Depuis mi-2016, la province du Kasaï-Central, en République démocratique du Congo (RDC), est le théâtre d’une insurrection de la milice Kamuina Nsapu, constituée par les adeptes d’un chef traditionnel du même nom. Les combats de plus en plus violents se sont rapidement propagés aux provinces voisines du Kasaï, du Kasaï-Oriental et du Lomami. En janvier dernier, le bilan s’élevait à 400 morts et 216 000 déplacés, selon des sources humanitaires. Dans la ville de Tshimbulu, au moins 84 membres de la milice sont morts entre le 9 et le 13 février.
Authors/editor(s): Claudia Abreu Lopes and Savita Bailur
This report outlines the value of big data (organic, unstructured data) for monitoring the Sustainable Development Goals (SDGs) in relation to women. Research methods included a landscape review, interviews with UN Women and UN Global Pulse experts, and others in international development.
“In the Kasai, one of the poorest regions of the Democratic Republic of Congo (DRC), children remain the main victims of the crisis which began in August 2016, when fighting broke out after a traditional chief was killed during a clash with security forces. The situation worsened in 2017, triggering a wave of violence affecting nine of the country’s 26 provinces.
Multilateral peace operations are increasingly confronting a set of interrelated and mutually reinforcing security challenges that are relatively new to them, that do not respect borders, and that have causes and effects which cut right across the international security, peacebuilding and development agendas. Organized crime provides one of the most prominent examples of these ‘non-traditional’ security challenges.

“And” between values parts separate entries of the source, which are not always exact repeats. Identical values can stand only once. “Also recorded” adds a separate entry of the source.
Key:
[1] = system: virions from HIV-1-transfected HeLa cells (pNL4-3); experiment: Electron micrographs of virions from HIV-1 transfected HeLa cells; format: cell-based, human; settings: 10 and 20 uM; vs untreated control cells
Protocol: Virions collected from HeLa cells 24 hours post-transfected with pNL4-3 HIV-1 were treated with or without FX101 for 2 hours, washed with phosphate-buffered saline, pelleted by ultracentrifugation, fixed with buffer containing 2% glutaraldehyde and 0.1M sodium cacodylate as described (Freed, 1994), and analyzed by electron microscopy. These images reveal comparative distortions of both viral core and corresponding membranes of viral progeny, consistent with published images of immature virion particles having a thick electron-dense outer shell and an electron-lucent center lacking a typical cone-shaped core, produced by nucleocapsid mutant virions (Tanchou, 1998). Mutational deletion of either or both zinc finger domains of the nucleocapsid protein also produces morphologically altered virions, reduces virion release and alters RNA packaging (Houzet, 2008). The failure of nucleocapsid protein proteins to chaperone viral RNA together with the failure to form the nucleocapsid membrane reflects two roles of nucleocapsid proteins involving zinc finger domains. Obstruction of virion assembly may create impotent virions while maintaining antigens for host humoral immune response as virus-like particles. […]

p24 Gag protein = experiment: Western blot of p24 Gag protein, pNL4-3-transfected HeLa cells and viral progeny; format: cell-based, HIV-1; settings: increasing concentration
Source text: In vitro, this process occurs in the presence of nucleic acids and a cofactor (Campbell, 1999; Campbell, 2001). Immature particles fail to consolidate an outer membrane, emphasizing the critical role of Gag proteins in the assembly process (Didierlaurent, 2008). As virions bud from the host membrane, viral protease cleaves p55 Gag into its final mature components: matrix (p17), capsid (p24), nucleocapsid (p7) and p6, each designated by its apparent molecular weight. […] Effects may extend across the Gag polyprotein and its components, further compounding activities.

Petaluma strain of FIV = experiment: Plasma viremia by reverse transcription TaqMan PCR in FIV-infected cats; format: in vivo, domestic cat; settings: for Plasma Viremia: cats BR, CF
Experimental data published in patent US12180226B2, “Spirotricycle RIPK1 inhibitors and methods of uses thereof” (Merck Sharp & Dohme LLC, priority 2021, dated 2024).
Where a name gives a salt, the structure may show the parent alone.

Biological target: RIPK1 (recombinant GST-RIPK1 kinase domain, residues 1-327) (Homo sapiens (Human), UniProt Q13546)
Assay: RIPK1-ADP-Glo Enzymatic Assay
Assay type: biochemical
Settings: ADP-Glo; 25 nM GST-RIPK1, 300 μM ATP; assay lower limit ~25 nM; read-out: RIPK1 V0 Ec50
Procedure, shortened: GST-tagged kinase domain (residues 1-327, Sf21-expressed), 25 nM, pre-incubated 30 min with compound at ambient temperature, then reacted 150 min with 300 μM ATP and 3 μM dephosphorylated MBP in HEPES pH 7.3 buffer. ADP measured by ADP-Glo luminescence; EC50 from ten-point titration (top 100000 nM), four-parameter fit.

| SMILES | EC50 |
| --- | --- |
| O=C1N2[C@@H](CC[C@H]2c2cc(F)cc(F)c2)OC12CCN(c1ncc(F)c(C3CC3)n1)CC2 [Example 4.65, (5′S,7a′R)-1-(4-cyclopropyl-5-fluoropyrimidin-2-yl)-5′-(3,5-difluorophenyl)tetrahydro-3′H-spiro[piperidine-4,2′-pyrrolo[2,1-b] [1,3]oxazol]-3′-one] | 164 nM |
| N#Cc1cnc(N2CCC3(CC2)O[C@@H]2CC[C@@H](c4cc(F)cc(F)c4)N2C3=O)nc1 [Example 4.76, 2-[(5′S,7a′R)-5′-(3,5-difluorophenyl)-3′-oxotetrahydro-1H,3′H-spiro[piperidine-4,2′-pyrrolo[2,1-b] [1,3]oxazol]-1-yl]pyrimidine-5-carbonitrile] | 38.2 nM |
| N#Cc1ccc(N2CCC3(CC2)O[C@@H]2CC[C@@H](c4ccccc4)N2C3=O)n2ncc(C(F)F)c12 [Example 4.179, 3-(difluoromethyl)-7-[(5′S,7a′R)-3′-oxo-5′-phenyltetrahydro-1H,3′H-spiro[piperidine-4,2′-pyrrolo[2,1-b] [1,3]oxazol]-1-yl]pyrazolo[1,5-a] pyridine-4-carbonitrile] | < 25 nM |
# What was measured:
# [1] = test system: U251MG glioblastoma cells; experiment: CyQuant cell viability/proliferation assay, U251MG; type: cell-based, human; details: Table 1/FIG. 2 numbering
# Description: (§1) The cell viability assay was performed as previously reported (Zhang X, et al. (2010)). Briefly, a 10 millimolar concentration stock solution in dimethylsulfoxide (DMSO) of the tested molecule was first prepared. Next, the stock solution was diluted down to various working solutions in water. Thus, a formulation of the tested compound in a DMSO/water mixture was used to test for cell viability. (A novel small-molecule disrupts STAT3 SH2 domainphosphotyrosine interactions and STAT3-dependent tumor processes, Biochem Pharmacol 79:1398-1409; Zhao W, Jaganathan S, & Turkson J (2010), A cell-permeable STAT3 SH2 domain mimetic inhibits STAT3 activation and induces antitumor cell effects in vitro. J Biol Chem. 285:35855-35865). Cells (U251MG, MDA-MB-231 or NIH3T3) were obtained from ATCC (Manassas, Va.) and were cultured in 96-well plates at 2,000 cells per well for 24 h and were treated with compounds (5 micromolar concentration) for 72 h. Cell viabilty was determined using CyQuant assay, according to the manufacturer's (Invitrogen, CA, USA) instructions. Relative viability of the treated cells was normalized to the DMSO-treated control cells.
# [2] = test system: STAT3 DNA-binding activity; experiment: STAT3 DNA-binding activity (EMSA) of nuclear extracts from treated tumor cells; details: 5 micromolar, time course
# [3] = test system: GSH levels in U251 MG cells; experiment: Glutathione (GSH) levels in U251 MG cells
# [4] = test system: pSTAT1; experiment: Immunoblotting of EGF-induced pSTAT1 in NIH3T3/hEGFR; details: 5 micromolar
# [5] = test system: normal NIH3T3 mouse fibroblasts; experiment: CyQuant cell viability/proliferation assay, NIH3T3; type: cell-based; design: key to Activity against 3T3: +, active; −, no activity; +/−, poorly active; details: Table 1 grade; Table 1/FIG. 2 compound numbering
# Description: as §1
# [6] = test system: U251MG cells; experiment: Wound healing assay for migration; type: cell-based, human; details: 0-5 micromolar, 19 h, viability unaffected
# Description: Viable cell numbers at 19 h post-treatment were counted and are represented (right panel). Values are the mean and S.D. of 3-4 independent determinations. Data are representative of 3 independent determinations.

As many as 273,000 people newly displaced, half of whom are minors, were recorded between 15 December and 29 January in central and northern Idleb and northern Hama due to a government-led offensive in the governorates (OCHA, 7 Feb 2018; OCHA, 23 Jan 2018; Save the Children, 17 Jan 2018). Parts of the contested areas have reportedly been emptied of civilians (OCHA, 16 Jan 2018). Most of the population in the town of Saraqab, in Idleb province, has been displaced (OCHA, 7 Feb 2018).
BESOINS HUMANITAIRES ET CHIFFRES CLES
Violence against children affects more than 1.7 billion children every year, in every community and every country. Children are being subjected to violence in their communities, schools and homes – the very places they should feel the most secure and safe. Violence is devastating for children, affecting their health, obstructing their education and diminishing their chances for a life free from poverty and discrimination. The impact of violence goes beyond the individual children, affecting families and communities, slowing economic development and eroding human and social capital.
About 7,000 people arrived in Burundi between 24 and 29 January from DRC, and new arrivals have been reported daily since then.
Even though the displaced have been arriving mostly in southern provinces of Burundi, the north and east of the country are also likely to be affected.
Poor underlying conditions in affected areas of Burundi exacerbate acute shelter, food, WASH, health, and protection needs.
Kuwait will have the presidency in February and has chosen as its centrepiece a ministerial-level briefing on the purposes and principles of the UN Charter in the maintenance of international peace and security, with the Secretary-General as the main speaker. It is also planning to hold an open debate on working methods (Kuwait is the chair of the Working Group on Documentation and Other Procedural Questions).